News | June 17, 2013

Crystal Clear: Real-time 3D Motion Tracking Optimizes PET/MR Scans

Magnetic resonance-based wearable technology accounts for patient movement for clearer data reconstruction and fewer imaging artifacts

One of the biggest hurdles of hybrid positron emission tomography and magnetic resonance (PET/MR) imaging is the prevalence of motion artifacts—blurring and ghostly visual anomalies caused by patient motion on the table during imaging. An MR technology has now been designed for PET/MR that employs tiny radiofrequency solenoids—metal coils integrated into hardware placed on the body—to track motion from those who do not or cannot stay put. Special software can then use the additional information provided by the coils to optimize the image, according to research being revealed at SNMMI’s 2013 Annual Meeting.

One of the most important applications of this technology is in brain imaging for patients with dementia, who often have movement disorders such as those in Parkinson’s. For these patient populations, this technology improves already exceptional diagnostic imaging and creates better potential for therapy monitoring in the future. 

“Dementia is one of the biggest health problems facing human society now and in the future. PET is a powerful tool in early detection and treatment of dementia, including Alzheimer’s disease. Early diagnosis of dementia can have a tremendous impact on treatment for patients and their family members,” said Chuan Huang, Ph.D., lead researcher for the study, from Massachusetts General Hospital in Boston, Mass. “Simultaneous PET/MR allows measurement of anatomy, functionality, and biochemistry of tissues and cells. Combined with our low-cost MR micro-coil–based motion correction, PET/MR provides essential information about the brain and other parts of the body with greater accuracy, even for long studies or research involving motion, which opens the door to more expansive multi-modality studies.”

During brain scans in particular, patient head motion without corrective technology can lead to imaging failures due to extensive blurring in reconstructed PET data. Even patients who are restrained are likely to move position during scans that can take an hour or more, and just a few millimeters or degrees off can cause artifacts.

“PET imaging is similar to taking a photo inside the body using specialized imaging data,” said Huang. “Just like with a normal camera, when you take a picture in an extremely lowlight environment you need long exposure times to get a good quality picture. If the object is moving, the image blurs. Our research is essentially providing an image stabilizer for PET/MR scanners, which can then generate crisp and clear images even though the object is moving. Our approach is similar to capturing each of the light rays coming from the moving object and configuring it back to its original position.”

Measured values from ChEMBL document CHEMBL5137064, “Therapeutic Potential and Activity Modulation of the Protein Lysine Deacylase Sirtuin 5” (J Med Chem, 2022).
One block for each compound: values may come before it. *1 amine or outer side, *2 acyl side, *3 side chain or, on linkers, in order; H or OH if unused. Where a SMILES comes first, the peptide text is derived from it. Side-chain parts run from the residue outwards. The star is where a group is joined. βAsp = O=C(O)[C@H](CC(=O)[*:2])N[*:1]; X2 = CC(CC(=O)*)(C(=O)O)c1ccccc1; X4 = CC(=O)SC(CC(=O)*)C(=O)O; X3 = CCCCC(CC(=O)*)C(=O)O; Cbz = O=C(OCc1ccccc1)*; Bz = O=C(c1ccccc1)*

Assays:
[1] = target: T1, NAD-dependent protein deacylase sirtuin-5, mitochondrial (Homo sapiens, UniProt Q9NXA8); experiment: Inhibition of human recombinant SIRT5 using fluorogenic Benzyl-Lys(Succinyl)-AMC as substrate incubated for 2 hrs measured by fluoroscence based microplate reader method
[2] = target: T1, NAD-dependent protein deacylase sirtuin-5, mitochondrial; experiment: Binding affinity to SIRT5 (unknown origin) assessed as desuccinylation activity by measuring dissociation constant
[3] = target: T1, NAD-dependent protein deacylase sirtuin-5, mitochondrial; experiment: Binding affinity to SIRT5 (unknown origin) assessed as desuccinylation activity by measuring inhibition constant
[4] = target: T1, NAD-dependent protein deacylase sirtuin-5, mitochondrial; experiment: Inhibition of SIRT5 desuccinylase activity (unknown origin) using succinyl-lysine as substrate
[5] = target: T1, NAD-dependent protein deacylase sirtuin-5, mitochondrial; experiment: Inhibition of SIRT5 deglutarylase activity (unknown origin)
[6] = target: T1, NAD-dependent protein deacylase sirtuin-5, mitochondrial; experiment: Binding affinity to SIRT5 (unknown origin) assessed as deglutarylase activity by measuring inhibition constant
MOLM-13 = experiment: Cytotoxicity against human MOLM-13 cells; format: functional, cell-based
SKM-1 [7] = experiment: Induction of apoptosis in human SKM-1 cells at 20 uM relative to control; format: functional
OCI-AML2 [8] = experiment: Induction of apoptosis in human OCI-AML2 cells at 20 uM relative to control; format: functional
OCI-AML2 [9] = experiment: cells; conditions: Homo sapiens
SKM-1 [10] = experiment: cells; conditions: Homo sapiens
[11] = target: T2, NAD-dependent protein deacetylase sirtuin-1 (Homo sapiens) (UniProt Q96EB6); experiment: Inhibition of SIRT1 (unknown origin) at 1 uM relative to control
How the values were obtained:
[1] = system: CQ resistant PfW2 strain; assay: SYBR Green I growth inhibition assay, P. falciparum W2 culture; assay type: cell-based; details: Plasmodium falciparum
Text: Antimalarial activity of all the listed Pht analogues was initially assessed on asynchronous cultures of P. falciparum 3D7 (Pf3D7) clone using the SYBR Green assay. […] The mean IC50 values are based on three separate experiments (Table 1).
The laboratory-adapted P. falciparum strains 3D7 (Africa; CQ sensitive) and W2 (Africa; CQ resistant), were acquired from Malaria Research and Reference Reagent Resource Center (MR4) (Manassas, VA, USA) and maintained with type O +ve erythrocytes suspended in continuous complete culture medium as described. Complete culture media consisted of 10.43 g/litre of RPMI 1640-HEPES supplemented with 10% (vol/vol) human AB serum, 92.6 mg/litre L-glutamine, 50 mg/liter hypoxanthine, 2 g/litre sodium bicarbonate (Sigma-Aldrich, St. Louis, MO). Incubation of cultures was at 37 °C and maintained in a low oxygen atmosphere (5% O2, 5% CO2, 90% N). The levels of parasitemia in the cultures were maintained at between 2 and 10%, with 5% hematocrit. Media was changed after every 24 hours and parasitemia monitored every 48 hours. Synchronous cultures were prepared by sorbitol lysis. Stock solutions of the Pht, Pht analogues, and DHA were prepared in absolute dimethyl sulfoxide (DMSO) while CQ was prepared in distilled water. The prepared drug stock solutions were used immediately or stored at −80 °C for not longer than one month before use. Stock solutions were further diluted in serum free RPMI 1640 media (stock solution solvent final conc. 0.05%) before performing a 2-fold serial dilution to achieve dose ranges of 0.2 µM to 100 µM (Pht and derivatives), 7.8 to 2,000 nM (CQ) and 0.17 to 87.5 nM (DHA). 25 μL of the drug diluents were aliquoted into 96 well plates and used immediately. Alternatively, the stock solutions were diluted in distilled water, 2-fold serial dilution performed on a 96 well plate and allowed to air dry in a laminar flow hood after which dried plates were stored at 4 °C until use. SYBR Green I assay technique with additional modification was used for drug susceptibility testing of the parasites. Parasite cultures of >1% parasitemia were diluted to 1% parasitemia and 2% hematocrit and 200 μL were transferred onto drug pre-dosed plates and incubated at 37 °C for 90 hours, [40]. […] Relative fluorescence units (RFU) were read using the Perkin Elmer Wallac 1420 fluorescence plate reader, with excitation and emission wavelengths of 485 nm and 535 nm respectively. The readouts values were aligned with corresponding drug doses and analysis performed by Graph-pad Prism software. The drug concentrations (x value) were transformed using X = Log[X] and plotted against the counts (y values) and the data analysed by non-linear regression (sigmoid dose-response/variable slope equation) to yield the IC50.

The micro-coils are smaller than a dime and just millimeters in diameter. Before scanning they are fixed on an apparatus placed on the patient’s body, providing real-time and 3D fields of motion during imaging that are incorporated during image reconstruction. Other motion tracking techniques already in clinical use include “gating” technologies that involve the equivalent of freezing a motion picture and arranging film stills in a pattern that omits motion, then splicing them back together; but this means effectively throwing away meaningful information between data splices, which degrades scan quality.

Researchers conducted the study by using phantoms, or mock humans, and motion was simulated using a ventilator system. The MR micro-coil apparatus was positioned on the phantom, and motion tracking was acquired simultaneously during PET/MR scanning. Results of the study showed that 3D motion-tracked PET imaging using MR micro-coils dramatically reduced movement-related imaging artifacts. Now that this PET/MR technology has been proven beneficial, further research will be needed with actual patients before it can be expanded into general imaging practice.

In addition, the researchers are developing wireless micro-coils for use with PET/MR. “The wireless micro-coils are, compared to the wired coils, more patient friendly, easier to set up and cheaper to manufacture,” added Jinsong Ouyang, Ph.D., senior researcher for the study, also from Massachusetts General Hospital in Boston, Mass. “The advantages should smooth adoption of motion-tracking micro-coils in clinical practice.”

Scientific Paper 44: Chuan Huang, Yoann Petibon, Thomas Brady, Georges El Fakhri, Jinsong Ouyang, Center for Advanced Medical Imaging Sciences, NMMI, Radiology, Massachusetts General Hospital, Harvard Medical School, Boston, MA; Jerome Ackerman, Martinos Center for Biomedical Imaging, Massachusetts General Hospital, Harvard Medical School, Boston, MA, “Real-time 3D motion tracking using MR micro-coils for PET imaging,” SNMMI’s 60th Annual Meeting, June 8–12, 2013, Vancouver, British Columbia.

For more information: www.snmmi.org

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